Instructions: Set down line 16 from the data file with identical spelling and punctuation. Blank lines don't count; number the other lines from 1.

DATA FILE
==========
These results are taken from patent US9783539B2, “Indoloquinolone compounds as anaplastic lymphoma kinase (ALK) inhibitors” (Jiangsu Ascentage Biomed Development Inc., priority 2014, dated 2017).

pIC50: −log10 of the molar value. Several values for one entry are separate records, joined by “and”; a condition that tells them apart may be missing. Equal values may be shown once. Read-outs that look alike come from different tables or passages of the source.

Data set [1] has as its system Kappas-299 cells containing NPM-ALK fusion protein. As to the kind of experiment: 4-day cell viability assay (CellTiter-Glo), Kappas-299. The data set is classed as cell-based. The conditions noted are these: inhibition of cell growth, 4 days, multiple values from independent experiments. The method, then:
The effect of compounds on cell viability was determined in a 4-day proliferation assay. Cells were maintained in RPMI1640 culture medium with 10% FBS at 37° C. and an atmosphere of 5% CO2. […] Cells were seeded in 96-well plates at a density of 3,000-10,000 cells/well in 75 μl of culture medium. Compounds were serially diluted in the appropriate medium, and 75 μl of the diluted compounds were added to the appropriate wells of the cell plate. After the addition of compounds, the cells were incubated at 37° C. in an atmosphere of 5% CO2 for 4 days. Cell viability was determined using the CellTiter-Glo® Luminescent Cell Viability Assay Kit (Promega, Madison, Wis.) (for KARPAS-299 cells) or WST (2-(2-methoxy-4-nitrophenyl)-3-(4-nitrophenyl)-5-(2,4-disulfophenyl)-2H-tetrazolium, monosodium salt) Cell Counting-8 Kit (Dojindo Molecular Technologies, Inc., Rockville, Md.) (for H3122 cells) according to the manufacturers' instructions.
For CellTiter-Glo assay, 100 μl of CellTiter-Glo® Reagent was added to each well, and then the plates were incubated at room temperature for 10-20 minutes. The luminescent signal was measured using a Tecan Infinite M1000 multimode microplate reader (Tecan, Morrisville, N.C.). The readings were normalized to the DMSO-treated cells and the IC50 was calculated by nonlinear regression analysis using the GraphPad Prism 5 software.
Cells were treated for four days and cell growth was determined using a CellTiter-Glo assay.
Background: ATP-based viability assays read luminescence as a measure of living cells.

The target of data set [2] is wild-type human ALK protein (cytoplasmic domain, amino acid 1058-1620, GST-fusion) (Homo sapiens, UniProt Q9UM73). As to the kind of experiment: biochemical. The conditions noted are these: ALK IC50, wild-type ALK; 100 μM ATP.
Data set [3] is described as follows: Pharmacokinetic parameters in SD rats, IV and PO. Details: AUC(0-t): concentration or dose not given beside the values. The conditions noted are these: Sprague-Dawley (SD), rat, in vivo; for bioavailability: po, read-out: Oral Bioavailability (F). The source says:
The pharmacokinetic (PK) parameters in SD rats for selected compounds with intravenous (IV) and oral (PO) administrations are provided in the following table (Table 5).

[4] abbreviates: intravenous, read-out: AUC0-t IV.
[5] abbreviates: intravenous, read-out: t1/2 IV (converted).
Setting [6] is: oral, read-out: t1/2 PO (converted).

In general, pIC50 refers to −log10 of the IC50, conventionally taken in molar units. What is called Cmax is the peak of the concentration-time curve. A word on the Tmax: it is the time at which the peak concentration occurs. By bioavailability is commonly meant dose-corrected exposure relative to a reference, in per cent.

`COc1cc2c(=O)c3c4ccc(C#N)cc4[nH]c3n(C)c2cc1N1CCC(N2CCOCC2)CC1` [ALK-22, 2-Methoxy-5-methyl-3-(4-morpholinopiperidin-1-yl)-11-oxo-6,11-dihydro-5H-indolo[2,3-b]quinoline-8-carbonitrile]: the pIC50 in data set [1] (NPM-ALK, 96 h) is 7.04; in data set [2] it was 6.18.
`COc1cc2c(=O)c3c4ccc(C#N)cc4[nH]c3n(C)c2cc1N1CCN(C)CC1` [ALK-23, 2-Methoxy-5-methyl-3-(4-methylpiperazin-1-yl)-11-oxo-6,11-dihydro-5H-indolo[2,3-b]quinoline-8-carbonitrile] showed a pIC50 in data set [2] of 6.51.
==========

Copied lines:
`COc1cc2c(=O)c3c4ccc(C#N)cc4[nH]c3n(C)c2cc1N1CCN(C)CC1` [ALK-23, 2-Methoxy-5-methyl-3-(4-methylpiperazin-1-yl)-11-oxo-6,11-dihydro-5H-indolo[2,3-b]quinoline-8-carbonitrile] showed a pIC50 in data set [2] of 6.51.